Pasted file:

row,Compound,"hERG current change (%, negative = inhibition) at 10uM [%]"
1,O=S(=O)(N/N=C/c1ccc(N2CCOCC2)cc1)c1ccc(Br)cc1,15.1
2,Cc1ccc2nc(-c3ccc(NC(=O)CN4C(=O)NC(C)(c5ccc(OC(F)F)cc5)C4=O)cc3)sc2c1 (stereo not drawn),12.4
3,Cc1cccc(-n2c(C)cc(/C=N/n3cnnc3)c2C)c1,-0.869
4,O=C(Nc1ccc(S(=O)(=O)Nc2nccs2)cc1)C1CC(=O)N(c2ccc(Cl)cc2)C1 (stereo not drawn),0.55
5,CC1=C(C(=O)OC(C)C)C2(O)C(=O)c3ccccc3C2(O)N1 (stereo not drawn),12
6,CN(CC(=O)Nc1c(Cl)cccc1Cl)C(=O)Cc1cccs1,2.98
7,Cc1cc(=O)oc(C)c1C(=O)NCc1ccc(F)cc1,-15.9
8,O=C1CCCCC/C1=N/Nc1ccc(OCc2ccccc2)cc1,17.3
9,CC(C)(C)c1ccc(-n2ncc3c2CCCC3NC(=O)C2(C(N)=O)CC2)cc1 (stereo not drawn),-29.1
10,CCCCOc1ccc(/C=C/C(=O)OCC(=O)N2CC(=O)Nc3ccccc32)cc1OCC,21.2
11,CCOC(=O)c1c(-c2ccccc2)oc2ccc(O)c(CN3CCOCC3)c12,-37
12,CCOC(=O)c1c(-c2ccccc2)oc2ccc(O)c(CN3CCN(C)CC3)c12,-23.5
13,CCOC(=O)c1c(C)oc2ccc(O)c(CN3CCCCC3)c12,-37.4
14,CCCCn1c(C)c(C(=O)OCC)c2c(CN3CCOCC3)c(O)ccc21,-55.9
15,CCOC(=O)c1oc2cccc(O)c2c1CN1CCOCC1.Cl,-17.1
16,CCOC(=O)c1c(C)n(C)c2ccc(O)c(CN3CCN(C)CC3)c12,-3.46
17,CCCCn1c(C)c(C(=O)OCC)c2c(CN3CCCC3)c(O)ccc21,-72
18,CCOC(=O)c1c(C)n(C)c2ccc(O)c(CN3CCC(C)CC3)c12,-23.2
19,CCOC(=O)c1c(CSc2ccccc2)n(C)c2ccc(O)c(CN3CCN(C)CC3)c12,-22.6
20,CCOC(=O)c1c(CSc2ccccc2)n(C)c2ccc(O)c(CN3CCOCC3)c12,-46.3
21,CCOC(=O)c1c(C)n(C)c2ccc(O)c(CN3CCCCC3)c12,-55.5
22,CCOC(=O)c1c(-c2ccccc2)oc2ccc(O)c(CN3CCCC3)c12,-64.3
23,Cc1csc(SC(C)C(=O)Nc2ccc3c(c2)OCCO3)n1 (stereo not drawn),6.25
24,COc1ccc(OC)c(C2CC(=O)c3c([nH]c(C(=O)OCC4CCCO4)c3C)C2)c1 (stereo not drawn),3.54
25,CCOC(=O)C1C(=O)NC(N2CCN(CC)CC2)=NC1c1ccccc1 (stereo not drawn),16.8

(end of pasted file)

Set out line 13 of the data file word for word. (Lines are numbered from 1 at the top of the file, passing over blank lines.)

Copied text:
12,CCOC(=O)c1c(-c2ccccc2)oc2ccc(O)c(CN3CCN(C)CC3)c12,-23.5